Tristram Tupper, my wife’s second cousin once removed, had a houseboat on the Eastern Shore of Maryland, in the 1920s. While lazing about Claiborne, he wrote a story, “The Four Brothers,” which appeared in the April 7, 1928 Saturday Evening Post and which was quickly adopted to the screen as The First Kiss, with the young Gary Cooper and Fay Wray.
James Dawson researched the history of this major artistic event for The Tidewater Times.
The plot is:
after years of dissolution and drink, the noble Talbot family, which had given its fine name to the county, had fallen on hard times. Pap Talbot, the son of the distinguished Rev. Henry Talbot, was a drunkard and his four sons not much better. Pap had named his first three sons William, Ezra and Carroll in an attempt to ingratiate himself with his father-in-law, William Ezra Carroll, who lived on a plantation in Virginia and was said to be fabulously rich. When that failed, he named his fourth son Mulligan to spite his father-in-law who had an enemy by that name.
When Pap dies and is buried in a pauper’s grave, Mulligan has an epiphany. After an epic battle in which he beats his oldest brother half to death, he states that if his siblings will clean up their acts, go to school and get respectable jobs, that their rich grandfather will finance their education.
And sure enough, the money starts coming in. His three brothers go to school and graduate from college with honors, becoming in turn a preacher, a lawyer and a doctor. During this time, Mulligan still works as a waterman, but never fails to bring the money from Grandpap Carroll.
In the meantime, Mulligan falls in love with Anna Lee Marshall (played by Fay Wray). She is the daughter of the richest man in town and she spurns his advances because, as she so delicately put it, he is “poor white trash.” Mulligan slowly wins her heart and impresses her with his surprising success on the water. He takes her sailing. They kiss.
Then, in a melodramatic plot twist, Mulligan is caught attempting to rob passengers on the Annapolis-Claiborne ferry.
The Annapolis-Claiborne Ferry
At his trial, it is revealed that he is not the honest, hardworking waterman that everyone thought, but the notorious Bay pirate “Black Duck,” who, disguised in black oilskins, had been robbing vessels off the coast for years. Grandpap Carroll had died insolvent years before, and the money had actually been coming from Mulligan’s piratical enterprises. While Mulligan is in the Easton jail, his brothers help him break out and he and Anna sail off into the sunset together in the dream yacht that he built.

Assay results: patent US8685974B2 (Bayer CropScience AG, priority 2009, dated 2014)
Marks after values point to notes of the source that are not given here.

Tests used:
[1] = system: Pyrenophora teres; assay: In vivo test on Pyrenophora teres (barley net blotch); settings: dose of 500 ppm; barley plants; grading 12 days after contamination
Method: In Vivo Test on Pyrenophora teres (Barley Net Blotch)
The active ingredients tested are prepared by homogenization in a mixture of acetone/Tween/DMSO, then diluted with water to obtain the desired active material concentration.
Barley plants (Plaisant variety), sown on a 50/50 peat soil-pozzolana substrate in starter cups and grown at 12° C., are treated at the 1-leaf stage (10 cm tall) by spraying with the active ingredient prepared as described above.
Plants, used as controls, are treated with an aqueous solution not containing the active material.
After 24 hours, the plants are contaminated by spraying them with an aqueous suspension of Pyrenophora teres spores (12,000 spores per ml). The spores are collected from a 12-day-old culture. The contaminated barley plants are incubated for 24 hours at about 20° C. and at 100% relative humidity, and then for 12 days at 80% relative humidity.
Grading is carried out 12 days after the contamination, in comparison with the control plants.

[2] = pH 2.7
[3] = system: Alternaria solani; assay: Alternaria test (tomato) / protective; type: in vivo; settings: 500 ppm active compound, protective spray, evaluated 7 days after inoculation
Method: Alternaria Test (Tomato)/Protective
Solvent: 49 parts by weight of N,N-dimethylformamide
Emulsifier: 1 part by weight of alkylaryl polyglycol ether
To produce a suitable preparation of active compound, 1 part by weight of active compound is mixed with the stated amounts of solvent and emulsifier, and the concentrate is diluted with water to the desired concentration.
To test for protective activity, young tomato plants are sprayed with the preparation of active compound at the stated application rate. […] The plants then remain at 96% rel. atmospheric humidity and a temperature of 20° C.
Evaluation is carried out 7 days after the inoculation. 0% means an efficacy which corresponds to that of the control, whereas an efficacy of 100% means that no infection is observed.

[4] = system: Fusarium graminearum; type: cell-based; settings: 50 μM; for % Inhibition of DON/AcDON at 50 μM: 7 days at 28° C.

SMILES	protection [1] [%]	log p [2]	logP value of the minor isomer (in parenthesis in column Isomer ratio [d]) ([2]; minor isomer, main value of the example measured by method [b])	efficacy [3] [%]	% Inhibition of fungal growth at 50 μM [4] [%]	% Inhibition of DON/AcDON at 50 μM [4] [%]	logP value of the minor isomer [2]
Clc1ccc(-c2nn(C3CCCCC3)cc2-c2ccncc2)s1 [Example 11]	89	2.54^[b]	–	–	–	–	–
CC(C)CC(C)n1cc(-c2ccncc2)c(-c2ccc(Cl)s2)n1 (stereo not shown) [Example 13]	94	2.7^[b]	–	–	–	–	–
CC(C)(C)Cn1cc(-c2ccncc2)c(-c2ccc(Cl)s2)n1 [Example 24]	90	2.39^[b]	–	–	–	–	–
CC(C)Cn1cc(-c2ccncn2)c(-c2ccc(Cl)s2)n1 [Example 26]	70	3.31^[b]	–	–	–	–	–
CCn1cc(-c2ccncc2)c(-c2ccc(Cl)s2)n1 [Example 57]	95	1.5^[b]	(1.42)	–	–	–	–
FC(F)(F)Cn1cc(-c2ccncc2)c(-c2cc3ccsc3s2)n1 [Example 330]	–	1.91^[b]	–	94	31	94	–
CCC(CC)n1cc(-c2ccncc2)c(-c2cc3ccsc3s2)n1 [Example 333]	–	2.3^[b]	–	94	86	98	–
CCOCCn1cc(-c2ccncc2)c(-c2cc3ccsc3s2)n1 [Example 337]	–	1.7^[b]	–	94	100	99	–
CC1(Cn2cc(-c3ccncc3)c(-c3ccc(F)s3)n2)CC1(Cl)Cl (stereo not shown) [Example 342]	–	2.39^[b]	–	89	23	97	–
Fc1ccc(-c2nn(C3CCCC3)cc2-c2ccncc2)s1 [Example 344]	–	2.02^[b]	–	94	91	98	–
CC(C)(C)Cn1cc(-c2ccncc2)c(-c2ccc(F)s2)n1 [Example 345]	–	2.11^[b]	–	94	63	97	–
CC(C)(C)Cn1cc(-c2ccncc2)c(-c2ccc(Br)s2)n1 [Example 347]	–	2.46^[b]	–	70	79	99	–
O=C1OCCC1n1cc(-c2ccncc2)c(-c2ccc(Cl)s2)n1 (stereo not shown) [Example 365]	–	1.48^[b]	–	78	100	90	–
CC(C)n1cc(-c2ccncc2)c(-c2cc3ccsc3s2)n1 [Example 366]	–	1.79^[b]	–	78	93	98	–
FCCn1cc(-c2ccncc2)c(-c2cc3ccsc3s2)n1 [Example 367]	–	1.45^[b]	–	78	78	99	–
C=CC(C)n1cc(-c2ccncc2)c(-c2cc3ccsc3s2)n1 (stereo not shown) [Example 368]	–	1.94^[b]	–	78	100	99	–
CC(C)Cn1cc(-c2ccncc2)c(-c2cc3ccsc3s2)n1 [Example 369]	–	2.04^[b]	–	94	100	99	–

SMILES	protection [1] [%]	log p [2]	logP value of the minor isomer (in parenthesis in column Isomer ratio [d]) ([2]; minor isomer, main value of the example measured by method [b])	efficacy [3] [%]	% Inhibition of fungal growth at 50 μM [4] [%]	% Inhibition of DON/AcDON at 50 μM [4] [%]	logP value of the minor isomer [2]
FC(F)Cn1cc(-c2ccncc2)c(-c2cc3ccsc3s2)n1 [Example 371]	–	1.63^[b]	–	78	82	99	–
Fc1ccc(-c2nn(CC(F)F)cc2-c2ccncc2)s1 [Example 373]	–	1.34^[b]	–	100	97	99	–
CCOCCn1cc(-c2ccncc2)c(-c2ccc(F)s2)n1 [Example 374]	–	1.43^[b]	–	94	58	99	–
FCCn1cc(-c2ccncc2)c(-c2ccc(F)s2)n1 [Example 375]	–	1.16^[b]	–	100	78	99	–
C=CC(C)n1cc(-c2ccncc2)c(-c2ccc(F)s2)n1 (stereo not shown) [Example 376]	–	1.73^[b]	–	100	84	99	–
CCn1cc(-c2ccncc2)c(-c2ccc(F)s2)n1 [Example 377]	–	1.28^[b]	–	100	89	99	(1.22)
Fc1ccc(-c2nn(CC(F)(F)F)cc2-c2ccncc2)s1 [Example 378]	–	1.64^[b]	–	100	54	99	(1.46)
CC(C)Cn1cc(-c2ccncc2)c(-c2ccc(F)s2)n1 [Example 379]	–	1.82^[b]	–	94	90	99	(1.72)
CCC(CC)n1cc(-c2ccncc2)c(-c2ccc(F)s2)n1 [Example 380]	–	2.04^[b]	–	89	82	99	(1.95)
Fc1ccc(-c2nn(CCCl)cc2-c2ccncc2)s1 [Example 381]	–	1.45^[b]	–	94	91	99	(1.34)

Gary and Faye 1928
For the movie is the ending had to be made more moral.
In the movie, Mulligan sells the boat he built and pays back all the money he stole, which triggers his arrest. He is tried and found guilty, but released into Anna’s custody and the two live happily ever after.
I especially like the idea of a pirate robbing the ferry.
The film is lost, but someone found the theme song and created a series of stills on You Tube.
Here are some stills:
The filming of the movie in 1928 was the biggest thing that had happened in St. Michael’s since the War of 1812.
The cast and crew, about 75 people, stayed at the Pasadena Inn in Royal Oak. Pauline Valliant, who worked as a hostess in the dining room there, recalled in a May 20, 1973 Baltimore Sun article that they soon felt right at home and grew to love the Eastern Shore. Gary Cooper, the rising young actor who played the lead role of Mulligan Talbot, rose for an early morning swim each day before the filming started, and lead actress Fay Wray, who played Cooper’s rich sweetheart, liked it so much that she convinced her fiancé John Saunders, a Hollywood screenwriter, to come east and the two were married on June 15 at Calvary Methodist Church in Easton. Their wedding reception was held on a skipjack in St. Michaels harbor.
Serving as a rower was the young Elmer T. Parkinson; he grew up to be the captain and handyman for my wife’s grandfather, R. Templeton Smith, who had a house at Emerson Point. Elmer persuaded R. Templeton, who was from Pittsburgh, that a cabin cruiser, the Osona, was tricky and needed a professional captain to take it out one the dangerous waters of the Miles River.
Elmer also took up painting under the name El DotTow (Elmer, his name; Dorothy, his wife’s name; and Townsend, his son). He painted mostly duckscapes.
Elmer Parkinson and the infant Charles Podles 1984
He also painted R. Templeton’s dog, Willie, a yellow lab, in profile; he gave Willie a human eye. Somewhere in the Pittsburgh house is a genuine El DotTow. My wife seems reluctant to seek it out and photograph it for posterity, despite its important art historical connections to her grandfather and to Gary Cooper and to Tristram Tupper.